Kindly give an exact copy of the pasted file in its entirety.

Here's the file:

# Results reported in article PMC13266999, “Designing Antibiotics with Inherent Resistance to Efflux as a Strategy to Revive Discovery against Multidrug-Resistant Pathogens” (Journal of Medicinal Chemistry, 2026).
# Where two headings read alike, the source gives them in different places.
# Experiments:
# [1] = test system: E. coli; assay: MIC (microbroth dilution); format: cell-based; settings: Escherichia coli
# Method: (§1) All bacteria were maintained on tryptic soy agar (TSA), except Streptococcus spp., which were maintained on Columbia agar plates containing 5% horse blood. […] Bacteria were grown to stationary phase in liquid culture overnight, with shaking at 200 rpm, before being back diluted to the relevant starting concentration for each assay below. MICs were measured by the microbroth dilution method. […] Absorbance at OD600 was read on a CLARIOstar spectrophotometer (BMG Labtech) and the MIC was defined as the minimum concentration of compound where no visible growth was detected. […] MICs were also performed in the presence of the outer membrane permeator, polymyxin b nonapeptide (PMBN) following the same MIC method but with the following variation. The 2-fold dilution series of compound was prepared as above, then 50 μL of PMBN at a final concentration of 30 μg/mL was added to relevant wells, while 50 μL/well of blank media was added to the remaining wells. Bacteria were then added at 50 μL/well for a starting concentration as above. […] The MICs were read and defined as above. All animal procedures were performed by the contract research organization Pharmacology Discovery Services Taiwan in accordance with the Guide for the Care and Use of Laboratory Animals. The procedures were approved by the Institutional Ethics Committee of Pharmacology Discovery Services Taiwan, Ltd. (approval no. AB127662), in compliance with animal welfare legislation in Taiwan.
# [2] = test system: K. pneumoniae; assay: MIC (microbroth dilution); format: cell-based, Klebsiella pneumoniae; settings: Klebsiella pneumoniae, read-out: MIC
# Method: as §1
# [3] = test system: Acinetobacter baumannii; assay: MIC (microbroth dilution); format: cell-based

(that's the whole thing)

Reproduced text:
# Results reported in article PMC13266999, “Designing Antibiotics with Inherent Resistance to Efflux as a Strategy to Revive Discovery against Multidrug-Resistant Pathogens” (Journal of Medicinal Chemistry, 2026).
# Where two headings read alike, the source gives them in different places.
# Experiments:
# [1] = test system: E. coli; assay: MIC (microbroth dilution); format: cell-based; settings: Escherichia coli
# Method: (§1) All bacteria were maintained on tryptic soy agar (TSA), except Streptococcus spp., which were maintained on Columbia agar plates containing 5% horse blood. […] Bacteria were grown to stationary phase in liquid culture overnight, with shaking at 200 rpm, before being back diluted to the relevant starting concentration for each assay below. MICs were measured by the microbroth dilution method. […] Absorbance at OD600 was read on a CLARIOstar spectrophotometer (BMG Labtech) and the MIC was defined as the minimum concentration of compound where no visible growth was detected. […] MICs were also performed in the presence of the outer membrane permeator, polymyxin b nonapeptide (PMBN) following the same MIC method but with the following variation. The 2-fold dilution series of compound was prepared as above, then 50 μL of PMBN at a final concentration of 30 μg/mL was added to relevant wells, while 50 μL/well of blank media was added to the remaining wells. Bacteria were then added at 50 μL/well for a starting concentration as above. […] The MICs were read and defined as above. All animal procedures were performed by the contract research organization Pharmacology Discovery Services Taiwan in accordance with the Guide for the Care and Use of Laboratory Animals. The procedures were approved by the Institutional Ethics Committee of Pharmacology Discovery Services Taiwan, Ltd. (approval no. AB127662), in compliance with animal welfare legislation in Taiwan.
# [2] = test system: K. pneumoniae; assay: MIC (microbroth dilution); format: cell-based, Klebsiella pneumoniae; settings: Klebsiella pneumoniae, read-out: MIC
# Method: as §1
# [3] = test system: Acinetobacter baumannii; assay: MIC (microbroth dilution); format: cell-based